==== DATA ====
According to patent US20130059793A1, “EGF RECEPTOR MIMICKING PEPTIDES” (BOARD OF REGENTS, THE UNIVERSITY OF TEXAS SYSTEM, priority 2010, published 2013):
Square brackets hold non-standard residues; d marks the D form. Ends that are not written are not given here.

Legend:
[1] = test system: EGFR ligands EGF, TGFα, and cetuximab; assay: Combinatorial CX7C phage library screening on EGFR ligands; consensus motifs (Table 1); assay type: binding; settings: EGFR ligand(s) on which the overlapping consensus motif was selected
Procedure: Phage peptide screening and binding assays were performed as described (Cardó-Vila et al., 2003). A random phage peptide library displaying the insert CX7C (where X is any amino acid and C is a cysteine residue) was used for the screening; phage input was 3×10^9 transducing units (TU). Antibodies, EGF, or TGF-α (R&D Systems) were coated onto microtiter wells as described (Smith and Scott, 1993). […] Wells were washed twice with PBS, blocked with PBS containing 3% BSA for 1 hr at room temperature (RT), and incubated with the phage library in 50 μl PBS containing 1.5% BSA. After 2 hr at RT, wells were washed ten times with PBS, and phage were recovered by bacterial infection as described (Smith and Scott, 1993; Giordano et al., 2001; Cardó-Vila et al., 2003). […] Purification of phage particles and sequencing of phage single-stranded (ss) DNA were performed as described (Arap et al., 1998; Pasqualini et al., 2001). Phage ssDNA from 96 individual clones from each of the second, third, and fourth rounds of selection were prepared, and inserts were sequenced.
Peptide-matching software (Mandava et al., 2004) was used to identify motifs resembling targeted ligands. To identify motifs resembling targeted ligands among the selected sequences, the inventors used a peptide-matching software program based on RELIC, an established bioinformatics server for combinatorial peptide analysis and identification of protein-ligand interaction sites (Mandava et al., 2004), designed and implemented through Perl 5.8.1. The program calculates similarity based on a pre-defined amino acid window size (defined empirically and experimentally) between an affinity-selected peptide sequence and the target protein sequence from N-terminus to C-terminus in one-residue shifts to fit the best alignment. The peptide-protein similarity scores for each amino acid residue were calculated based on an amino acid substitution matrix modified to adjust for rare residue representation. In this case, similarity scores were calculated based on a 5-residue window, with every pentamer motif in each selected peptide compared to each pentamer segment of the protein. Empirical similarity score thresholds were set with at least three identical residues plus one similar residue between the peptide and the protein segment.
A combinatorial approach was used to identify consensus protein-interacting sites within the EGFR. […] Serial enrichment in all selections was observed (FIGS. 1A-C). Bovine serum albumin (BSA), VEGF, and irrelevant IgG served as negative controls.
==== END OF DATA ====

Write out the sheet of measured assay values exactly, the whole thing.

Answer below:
According to patent US20130059793A1, “EGF RECEPTOR MIMICKING PEPTIDES” (BOARD OF REGENTS, THE UNIVERSITY OF TEXAS SYSTEM, priority 2010, published 2013):
Square brackets hold non-standard residues; d marks the D form. Ends that are not written are not given here.

Legend:
[1] = test system: EGFR ligands EGF, TGFα, and cetuximab; assay: Combinatorial CX7C phage library screening on EGFR ligands; consensus motifs (Table 1); assay type: binding; settings: EGFR ligand(s) on which the overlapping consensus motif was selected
Procedure: Phage peptide screening and binding assays were performed as described (Cardó-Vila et al., 2003). A random phage peptide library displaying the insert CX7C (where X is any amino acid and C is a cysteine residue) was used for the screening; phage input was 3×10^9 transducing units (TU). Antibodies, EGF, or TGF-α (R&D Systems) were coated onto microtiter wells as described (Smith and Scott, 1993). […] Wells were washed twice with PBS, blocked with PBS containing 3% BSA for 1 hr at room temperature (RT), and incubated with the phage library in 50 μl PBS containing 1.5% BSA. After 2 hr at RT, wells were washed ten times with PBS, and phage were recovered by bacterial infection as described (Smith and Scott, 1993; Giordano et al., 2001; Cardó-Vila et al., 2003). […] Purification of phage particles and sequencing of phage single-stranded (ss) DNA were performed as described (Arap et al., 1998; Pasqualini et al., 2001). Phage ssDNA from 96 individual clones from each of the second, third, and fourth rounds of selection were prepared, and inserts were sequenced.
Peptide-matching software (Mandava et al., 2004) was used to identify motifs resembling targeted ligands. To identify motifs resembling targeted ligands among the selected sequences, the inventors used a peptide-matching software program based on RELIC, an established bioinformatics server for combinatorial peptide analysis and identification of protein-ligand interaction sites (Mandava et al., 2004), designed and implemented through Perl 5.8.1. The program calculates similarity based on a pre-defined amino acid window size (defined empirically and experimentally) between an affinity-selected peptide sequence and the target protein sequence from N-terminus to C-terminus in one-residue shifts to fit the best alignment. The peptide-protein similarity scores for each amino acid residue were calculated based on an amino acid substitution matrix modified to adjust for rare residue representation. In this case, similarity scores were calculated based on a 5-residue window, with every pentamer motif in each selected peptide compared to each pentamer segment of the protein. Empirical similarity score thresholds were set with at least three identical residues plus one similar residue between the peptide and the protein segment.
A combinatorial approach was used to identify consensus protein-interacting sites within the EGFR. […] Serial enrichment in all selections was observed (FIGS. 1A-C). Bovine serum albumin (BSA), VEGF, and irrelevant IgG served as negative controls.